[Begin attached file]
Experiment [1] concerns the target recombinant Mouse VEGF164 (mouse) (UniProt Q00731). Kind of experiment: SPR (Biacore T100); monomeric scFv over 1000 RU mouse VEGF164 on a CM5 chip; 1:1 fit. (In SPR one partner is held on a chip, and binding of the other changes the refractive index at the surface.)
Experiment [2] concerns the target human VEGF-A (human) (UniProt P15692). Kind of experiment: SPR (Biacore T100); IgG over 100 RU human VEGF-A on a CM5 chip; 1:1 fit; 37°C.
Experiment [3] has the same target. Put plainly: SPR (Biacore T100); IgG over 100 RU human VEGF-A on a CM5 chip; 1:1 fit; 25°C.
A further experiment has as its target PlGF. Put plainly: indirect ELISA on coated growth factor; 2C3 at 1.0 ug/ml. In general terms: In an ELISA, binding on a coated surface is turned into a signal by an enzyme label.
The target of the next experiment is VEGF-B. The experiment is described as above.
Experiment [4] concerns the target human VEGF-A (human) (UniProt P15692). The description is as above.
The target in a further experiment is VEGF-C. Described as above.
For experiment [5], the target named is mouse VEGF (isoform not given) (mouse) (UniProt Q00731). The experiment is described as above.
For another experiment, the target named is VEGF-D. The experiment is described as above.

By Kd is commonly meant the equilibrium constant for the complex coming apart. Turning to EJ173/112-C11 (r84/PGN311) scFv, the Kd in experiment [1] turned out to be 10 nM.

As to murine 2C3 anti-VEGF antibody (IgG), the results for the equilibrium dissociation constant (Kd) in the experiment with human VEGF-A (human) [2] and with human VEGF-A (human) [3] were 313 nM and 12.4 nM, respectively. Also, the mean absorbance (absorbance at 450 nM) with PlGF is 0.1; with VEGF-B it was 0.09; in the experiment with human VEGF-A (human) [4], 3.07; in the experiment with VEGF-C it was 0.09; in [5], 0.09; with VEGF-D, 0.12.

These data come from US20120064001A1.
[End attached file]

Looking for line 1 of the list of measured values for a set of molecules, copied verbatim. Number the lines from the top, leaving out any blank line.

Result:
Experiment [1] concerns the target recombinant Mouse VEGF164 (mouse) (UniProt Q00731). Kind of experiment: SPR (Biacore T100); monomeric scFv over 1000 RU mouse VEGF164 on a CM5 chip; 1:1 fit. (In SPR one partner is held on a chip, and binding of the other changes the refractive index at the surface.)